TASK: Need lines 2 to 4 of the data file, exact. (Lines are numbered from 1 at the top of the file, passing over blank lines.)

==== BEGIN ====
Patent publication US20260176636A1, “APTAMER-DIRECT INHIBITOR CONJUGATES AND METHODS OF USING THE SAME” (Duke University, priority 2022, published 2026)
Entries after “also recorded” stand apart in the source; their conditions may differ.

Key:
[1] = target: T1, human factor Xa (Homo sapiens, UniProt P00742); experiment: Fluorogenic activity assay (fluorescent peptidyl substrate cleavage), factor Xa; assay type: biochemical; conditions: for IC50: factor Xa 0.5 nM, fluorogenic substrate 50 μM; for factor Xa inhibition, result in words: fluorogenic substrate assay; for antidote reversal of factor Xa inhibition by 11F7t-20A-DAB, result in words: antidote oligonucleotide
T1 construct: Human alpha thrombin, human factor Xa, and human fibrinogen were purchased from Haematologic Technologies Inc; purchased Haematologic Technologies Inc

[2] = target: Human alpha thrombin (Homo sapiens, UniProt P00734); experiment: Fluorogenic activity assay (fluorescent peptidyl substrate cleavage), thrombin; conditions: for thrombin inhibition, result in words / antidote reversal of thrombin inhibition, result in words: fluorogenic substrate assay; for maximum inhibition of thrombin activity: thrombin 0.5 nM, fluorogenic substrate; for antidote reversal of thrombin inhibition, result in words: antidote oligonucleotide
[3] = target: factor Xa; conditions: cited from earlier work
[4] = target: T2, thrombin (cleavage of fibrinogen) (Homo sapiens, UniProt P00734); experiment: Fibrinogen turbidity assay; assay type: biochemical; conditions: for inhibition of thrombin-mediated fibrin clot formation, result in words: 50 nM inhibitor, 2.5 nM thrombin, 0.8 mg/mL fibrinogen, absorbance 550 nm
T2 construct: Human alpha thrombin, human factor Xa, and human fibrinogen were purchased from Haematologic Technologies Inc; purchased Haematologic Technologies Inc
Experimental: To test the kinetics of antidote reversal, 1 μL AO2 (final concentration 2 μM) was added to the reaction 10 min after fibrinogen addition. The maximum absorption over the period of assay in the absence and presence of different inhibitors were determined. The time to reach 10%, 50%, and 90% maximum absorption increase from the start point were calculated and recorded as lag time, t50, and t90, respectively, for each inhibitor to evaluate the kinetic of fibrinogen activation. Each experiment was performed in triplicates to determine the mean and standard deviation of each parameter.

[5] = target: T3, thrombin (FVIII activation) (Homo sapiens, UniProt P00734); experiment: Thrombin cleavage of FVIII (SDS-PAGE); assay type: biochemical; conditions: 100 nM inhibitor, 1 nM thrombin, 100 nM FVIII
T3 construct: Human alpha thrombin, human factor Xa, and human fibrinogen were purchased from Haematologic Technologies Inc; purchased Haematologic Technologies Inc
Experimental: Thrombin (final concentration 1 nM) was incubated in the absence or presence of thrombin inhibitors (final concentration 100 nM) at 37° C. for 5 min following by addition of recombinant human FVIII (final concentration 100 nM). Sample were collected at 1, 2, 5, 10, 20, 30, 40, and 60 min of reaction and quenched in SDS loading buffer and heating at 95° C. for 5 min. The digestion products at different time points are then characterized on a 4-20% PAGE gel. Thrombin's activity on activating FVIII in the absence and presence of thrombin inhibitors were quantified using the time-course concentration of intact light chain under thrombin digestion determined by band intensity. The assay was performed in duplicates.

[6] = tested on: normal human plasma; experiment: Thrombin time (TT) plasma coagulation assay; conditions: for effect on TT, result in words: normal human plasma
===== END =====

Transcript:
Entries after “also recorded” stand apart in the source; their conditions may differ.

Key:
[1] = target: T1, human factor Xa (Homo sapiens, UniProt P00742); experiment: Fluorogenic activity assay (fluorescent peptidyl substrate cleavage), factor Xa; assay type: biochemical; conditions: for IC50: factor Xa 0.5 nM, fluorogenic substrate 50 μM; for factor Xa inhibition, result in words: fluorogenic substrate assay; for antidote reversal of factor Xa inhibition by 11F7t-20A-DAB, result in words: antidote oligonucleotide